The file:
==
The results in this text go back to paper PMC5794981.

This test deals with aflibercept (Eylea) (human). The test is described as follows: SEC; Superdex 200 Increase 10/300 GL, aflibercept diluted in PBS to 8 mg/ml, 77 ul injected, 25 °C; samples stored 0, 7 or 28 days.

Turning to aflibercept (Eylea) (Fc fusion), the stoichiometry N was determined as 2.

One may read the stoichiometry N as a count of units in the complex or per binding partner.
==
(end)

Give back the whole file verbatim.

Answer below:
The results in this text go back to paper PMC5794981.

This test deals with aflibercept (Eylea) (human). The test is described as follows: SEC; Superdex 200 Increase 10/300 GL, aflibercept diluted in PBS to 8 mg/ml, 77 ul injected, 25 °C; samples stored 0, 7 or 28 days.

Turning to aflibercept (Eylea) (Fc fusion), the stoichiometry N was determined as 2.

One may read the stoichiometry N as a count of units in the complex or per binding partner.